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Early projections for Wisconsin basketball's 2015-16 rotation

As we turn the page on one of the most successful basketball seasons in the history of Wisconsin's program, it is time to take a way too early look at the Badger's 2015-2016 rotation and how the starting lineup will shake out.

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Three weeks after the heartbreaking loss at the hands of the Duke Blue Devils, I still cannot sleep over what happened in that ball game. Whether you ripped on the refs (like I have been) or are angered at the lackluster perimeter play on both sides of the court for Wisconsin in the final minutes, you have to understand that Duke's squad played a better game and that Wisconsin did all they could to come out with a victory that night.

Looking forward to the chance of making a third straight Final Four run, Wisconsin's roster has been ripped by departures.

As you know, Frank Kaminsky, who swept all National Player of the Year awards, leaves for the NBA after completing one of the greatest senior seasons in the history of college basketball. He will leave a huge hole at center and will be absolutely irreplaceable next season for Bo Ryan with an undersized front court going forward.

Josh Gasser was considered one of the best defenders in the entire country and the ultimate veteran glue guy for a very successful Badger squads. Traevon Jackson, although sometimes careless with the basketball, was a clutch shooting machine, great defender and distributor, with the knack for hitting shots from deep when they were needed most. Duje Dukan only played big minutes in his junior and senior seasons, but his length and outside shooting was instrumental in the Badgers uber-successful play in the last two years.

Finally, Sam Dekker decided to forgo his senior season and enter the NBA Draft following his impressive showing in the NCAA Tournament. His combination of slashing to the lane in beast fashion and nailing the game-sealing three-pointer in the Elite Eight victory over Arizona just shows the incredible offensive value Dekker brought to UW. And that is not all. His defense was underrated as a quick, 6'9 forward that could guard both opposing forward positions.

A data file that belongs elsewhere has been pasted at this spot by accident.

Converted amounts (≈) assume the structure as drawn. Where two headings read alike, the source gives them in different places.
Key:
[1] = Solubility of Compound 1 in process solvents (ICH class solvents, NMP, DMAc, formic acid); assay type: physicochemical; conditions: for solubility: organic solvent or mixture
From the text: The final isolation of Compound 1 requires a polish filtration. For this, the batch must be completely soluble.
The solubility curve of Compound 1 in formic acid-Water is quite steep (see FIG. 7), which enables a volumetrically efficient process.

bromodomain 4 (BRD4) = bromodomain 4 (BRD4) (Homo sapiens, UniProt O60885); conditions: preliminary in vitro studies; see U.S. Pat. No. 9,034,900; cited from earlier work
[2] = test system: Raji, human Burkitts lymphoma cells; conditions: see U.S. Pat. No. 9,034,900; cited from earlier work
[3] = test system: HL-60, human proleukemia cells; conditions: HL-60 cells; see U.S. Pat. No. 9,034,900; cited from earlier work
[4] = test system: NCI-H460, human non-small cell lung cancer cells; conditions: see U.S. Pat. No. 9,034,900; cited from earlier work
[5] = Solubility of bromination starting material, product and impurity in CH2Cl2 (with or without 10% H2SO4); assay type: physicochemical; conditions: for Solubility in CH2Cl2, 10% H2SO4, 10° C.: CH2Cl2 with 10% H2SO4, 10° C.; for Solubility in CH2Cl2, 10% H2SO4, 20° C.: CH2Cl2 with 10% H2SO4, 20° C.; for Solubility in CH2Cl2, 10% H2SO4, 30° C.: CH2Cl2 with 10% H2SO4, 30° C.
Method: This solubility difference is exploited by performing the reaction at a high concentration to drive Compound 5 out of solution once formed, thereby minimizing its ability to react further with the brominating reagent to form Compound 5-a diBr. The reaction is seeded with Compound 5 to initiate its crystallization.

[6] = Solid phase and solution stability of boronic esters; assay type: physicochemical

After reviewing the Badgers immense losses, here are my predictions for next season's Wisconsin men's basketball starting lineup and rotation.

Point Guard

Starter: Bronson Koenig, junior

If Bronson Koenig does not play more than 35 minutes per game as a junior next year, I would think Bo Ryan is going mad. Save maybe Nigel Hayes, Koenig will be the centerpiece and heart of next year's squad, and will likely be the team's leading scorer. His outside shooting will be essential with the losses of Kaminsky, Gasser, Dekker, and Jackson, along with the leadership load he will have to carry with the loss of all those veterans. His emergence when Jackson went down with injury showed his resilience and ability to step up to the plate, as the Badgers lost a total of two games with Koenig as the primary floor general.  The one thing Koenig needs to work on this offseason is his defense. The main reason why Jackson started the season as the starting point guard was for his experience, but he also was a much better overall defender than Koenig. And Bronson is not a great perimeter or interior defender, so he will have to work on keeping his hands up while defending sweet-shooting guards, and keep slashing, powerful guards from getting into the lane.